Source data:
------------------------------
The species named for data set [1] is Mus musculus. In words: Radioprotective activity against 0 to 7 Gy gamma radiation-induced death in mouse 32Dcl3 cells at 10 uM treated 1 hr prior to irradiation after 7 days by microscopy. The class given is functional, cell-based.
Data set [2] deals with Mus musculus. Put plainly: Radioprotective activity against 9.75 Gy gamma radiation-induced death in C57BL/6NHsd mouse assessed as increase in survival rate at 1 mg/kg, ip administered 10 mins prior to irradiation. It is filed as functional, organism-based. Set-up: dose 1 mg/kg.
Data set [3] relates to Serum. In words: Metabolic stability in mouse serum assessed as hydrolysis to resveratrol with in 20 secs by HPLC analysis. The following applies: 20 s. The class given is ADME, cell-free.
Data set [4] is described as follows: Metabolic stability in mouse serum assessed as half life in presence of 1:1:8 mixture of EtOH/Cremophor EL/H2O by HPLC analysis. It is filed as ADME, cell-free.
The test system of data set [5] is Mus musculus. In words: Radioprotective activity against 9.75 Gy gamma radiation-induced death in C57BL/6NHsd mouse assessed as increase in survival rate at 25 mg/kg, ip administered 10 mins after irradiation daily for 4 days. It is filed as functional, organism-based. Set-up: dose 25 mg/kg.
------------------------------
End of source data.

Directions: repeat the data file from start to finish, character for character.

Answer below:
The species named for data set [1] is Mus musculus. In words: Radioprotective activity against 0 to 7 Gy gamma radiation-induced death in mouse 32Dcl3 cells at 10 uM treated 1 hr prior to irradiation after 7 days by microscopy. The class given is functional, cell-based.
Data set [2] deals with Mus musculus. Put plainly: Radioprotective activity against 9.75 Gy gamma radiation-induced death in C57BL/6NHsd mouse assessed as increase in survival rate at 1 mg/kg, ip administered 10 mins prior to irradiation. It is filed as functional, organism-based. Set-up: dose 1 mg/kg.
Data set [3] relates to Serum. In words: Metabolic stability in mouse serum assessed as hydrolysis to resveratrol with in 20 secs by HPLC analysis. The following applies: 20 s. The class given is ADME, cell-free.
Data set [4] is described as follows: Metabolic stability in mouse serum assessed as half life in presence of 1:1:8 mixture of EtOH/Cremophor EL/H2O by HPLC analysis. It is filed as ADME, cell-free.
The test system of data set [5] is Mus musculus. In words: Radioprotective activity against 9.75 Gy gamma radiation-induced death in C57BL/6NHsd mouse assessed as increase in survival rate at 25 mg/kg, ip administered 10 mins after irradiation daily for 4 days. It is filed as functional, organism-based. Set-up: dose 25 mg/kg.